Saturday, 28 December 2019

Game Review: Mystery Case Files: Moths to a Flame Collector’s Edition (first play)

Developer: Eipix Games
Publisher: Big Fish Games
Original Release Date: 23rd August 2019
Platform: PC


This is quite a delayed post. I actually played Mystery Case Files: Moths to a Flame back in the autumn, but I haven’t had chance to write a review until now. Sorry about that.

So, Moths to a Flame is the latest instalment of the Mystery Case Files series, which is currently in the hands of Eipix Games. I – like a lot of MCF fans – was a little less than enthused by the last game in the series, The Countess. It wasn’t a bad game as such, but it just couldn’t hold a candle to the early Ravenhearst games. Not much can, to be honest. Although I thought The Countess was okay, I pretty much came to the conclusion that I was done with Mystery Case Files. I’ve seen other people saying the same thing when new titles come out… this series is pretty much done now. No more Mystery Case Files games for me.

And then they release a new game, and we all fly to it like… ahhhhh.

Moths to a Flame is set up as one for the fans. In fact, the storyline would probably be a bit confusing for anyone who hasn’t played at least some of the earlier titles in the series. The Mystery Case Files unit – and the Master Detective himself (the player-character seems to be male in this instalment, though obviously that’s a controversial subject in the series) – are under attack. Some files have been stolen, and an ‘Archivist’ (with a grudge against the MCF agency) is holding a group of agents hostage in order to draw the Master Detective into a twisted game.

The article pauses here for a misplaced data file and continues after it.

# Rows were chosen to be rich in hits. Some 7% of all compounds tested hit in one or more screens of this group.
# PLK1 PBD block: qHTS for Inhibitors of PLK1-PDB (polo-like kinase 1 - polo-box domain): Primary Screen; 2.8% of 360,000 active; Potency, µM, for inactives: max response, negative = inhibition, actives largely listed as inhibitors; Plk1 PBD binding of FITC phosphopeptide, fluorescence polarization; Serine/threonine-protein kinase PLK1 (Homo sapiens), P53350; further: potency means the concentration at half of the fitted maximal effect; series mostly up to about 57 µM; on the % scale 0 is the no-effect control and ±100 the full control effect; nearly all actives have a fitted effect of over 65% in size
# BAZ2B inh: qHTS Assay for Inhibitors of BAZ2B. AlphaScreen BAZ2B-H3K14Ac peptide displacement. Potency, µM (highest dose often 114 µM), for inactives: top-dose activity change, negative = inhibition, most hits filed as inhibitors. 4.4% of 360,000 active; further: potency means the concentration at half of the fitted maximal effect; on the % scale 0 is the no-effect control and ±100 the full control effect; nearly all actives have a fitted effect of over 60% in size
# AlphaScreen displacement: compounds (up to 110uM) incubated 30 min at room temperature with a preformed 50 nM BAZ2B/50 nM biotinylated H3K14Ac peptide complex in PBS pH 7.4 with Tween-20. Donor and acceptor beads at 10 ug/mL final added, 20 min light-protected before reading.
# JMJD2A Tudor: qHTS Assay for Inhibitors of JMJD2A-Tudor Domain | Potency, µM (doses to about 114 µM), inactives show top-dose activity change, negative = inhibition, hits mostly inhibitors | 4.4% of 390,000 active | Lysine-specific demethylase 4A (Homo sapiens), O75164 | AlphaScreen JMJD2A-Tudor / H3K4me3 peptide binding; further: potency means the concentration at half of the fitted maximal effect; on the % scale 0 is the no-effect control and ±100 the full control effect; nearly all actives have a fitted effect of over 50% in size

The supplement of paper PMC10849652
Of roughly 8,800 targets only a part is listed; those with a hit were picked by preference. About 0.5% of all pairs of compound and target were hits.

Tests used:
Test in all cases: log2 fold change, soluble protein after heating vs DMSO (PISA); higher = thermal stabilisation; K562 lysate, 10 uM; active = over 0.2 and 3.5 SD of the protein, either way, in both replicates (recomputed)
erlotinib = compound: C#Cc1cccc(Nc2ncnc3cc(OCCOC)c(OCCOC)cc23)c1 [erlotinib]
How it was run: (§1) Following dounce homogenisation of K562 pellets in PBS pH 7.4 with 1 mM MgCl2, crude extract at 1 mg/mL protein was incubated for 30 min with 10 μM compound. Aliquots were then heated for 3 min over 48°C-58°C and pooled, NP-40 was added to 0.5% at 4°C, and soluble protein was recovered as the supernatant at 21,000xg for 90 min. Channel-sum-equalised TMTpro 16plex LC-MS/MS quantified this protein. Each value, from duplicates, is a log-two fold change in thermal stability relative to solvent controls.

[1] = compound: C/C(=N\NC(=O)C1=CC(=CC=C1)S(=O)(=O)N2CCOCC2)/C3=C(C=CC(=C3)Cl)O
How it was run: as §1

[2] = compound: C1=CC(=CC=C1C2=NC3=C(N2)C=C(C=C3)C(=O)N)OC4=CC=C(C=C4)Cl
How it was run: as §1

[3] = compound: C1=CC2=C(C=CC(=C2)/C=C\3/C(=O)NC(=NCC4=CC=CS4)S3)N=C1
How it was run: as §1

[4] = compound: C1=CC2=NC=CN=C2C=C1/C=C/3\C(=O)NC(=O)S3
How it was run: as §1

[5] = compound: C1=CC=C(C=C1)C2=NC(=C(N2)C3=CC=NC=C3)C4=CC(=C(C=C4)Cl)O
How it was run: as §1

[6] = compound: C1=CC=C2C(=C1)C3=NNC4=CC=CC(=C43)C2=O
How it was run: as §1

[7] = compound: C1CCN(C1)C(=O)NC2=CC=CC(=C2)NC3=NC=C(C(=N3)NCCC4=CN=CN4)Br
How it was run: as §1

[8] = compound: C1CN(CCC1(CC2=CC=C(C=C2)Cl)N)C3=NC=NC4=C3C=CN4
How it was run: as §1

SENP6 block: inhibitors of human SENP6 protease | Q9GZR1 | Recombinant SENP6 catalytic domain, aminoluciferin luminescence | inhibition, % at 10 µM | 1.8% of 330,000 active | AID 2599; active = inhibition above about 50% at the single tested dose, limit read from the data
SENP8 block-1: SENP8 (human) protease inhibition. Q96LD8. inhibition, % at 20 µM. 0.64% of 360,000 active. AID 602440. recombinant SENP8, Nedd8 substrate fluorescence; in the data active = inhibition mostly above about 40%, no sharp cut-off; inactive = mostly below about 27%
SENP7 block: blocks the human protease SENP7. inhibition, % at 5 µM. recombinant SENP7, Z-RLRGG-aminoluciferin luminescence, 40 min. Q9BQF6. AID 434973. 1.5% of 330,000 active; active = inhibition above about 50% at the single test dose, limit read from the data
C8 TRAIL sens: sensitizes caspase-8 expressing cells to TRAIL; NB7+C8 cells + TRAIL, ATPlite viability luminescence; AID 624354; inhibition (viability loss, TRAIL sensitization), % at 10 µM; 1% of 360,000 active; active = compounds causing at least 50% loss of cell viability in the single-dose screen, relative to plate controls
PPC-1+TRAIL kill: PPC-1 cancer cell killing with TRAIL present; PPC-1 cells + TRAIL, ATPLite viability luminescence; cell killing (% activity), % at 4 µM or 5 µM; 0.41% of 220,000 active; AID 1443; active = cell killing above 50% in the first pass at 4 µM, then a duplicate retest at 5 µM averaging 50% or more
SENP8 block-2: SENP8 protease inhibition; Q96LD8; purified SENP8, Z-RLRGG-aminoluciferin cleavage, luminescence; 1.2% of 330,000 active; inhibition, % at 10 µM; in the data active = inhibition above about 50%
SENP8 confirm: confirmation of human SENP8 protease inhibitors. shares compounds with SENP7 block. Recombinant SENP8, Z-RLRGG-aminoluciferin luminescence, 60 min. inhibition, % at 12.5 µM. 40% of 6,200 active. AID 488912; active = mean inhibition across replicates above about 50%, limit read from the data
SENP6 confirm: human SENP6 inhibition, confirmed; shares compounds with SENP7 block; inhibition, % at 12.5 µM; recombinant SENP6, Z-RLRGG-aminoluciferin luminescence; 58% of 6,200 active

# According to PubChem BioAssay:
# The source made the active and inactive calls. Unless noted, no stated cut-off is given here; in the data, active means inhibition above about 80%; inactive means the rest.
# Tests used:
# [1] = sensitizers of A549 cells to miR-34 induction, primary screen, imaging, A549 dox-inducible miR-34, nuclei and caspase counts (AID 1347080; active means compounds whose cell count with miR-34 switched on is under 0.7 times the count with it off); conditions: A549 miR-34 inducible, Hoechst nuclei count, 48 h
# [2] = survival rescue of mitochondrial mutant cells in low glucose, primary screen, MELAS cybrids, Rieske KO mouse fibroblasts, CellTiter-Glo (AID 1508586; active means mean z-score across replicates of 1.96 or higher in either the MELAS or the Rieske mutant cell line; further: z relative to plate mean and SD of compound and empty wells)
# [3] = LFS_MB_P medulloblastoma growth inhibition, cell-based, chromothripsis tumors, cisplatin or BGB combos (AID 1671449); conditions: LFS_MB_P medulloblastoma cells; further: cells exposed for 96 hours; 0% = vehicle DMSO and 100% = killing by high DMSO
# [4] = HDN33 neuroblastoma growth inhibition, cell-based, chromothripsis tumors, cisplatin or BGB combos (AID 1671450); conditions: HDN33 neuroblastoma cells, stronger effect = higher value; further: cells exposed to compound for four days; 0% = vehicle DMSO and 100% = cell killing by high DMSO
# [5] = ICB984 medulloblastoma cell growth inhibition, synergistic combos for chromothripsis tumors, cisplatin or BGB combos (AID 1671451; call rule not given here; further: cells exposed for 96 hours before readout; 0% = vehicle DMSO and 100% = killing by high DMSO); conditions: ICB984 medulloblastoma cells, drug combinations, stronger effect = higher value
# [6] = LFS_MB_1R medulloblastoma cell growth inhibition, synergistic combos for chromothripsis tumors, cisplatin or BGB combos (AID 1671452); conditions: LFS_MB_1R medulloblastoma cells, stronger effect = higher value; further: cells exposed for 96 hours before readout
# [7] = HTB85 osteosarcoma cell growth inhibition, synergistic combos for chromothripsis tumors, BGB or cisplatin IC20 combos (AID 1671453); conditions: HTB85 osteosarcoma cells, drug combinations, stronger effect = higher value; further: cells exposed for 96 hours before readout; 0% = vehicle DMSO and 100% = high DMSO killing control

The game involves visiting recreations of the settings of some of the detective’s iconic cases (specifically, Ravenhearst, Madame Fate’s carnival and the boarding house from Broken Hour) to piece together the puzzle of why this is all happening. These recreations are housed in the Zenith Museum of Oddities, which is part prison and part tribute to the Master Detective. You have to navigate your way around the museum to solve the case and free the other agents.


The game design is very good here, with lovely attention to detail in the scenes. Obviously, a big draw for MCF fans is the recreations of settings from earlier games. These were well-done, and there was a definite attempt to capture the intricacy and style of those games. However, the problem with offering recreations of iconic scenes from earlier games is that you are openly encouraging comparison with those games. And, for those of us who love them, the new game will fall a little short.

It’s hard to say exactly what’s missing from these facsimiles of Ravenhearst and Fate’s Carnival, but something is missing. I think the game – like most of the later MCF series – lacks the darkness of the earlier instalments. I don’t mean it’s too bright and colourful, but rather that it’s just a bit… harmless, when compared with the disturbed malevolence that rippled under the surface of the other games. So, although there’s a good attempt to capture the visual feel of previous chapters, Moths to a Flame doesn’t quite capture their soul. (Also, I missed the theme music. It really felt like it should be there for this one, and it sort of was at times, but, again, the soundtrack lacked something when compared with, say, Escape from Ravenhearst or Fate’s Carnival.)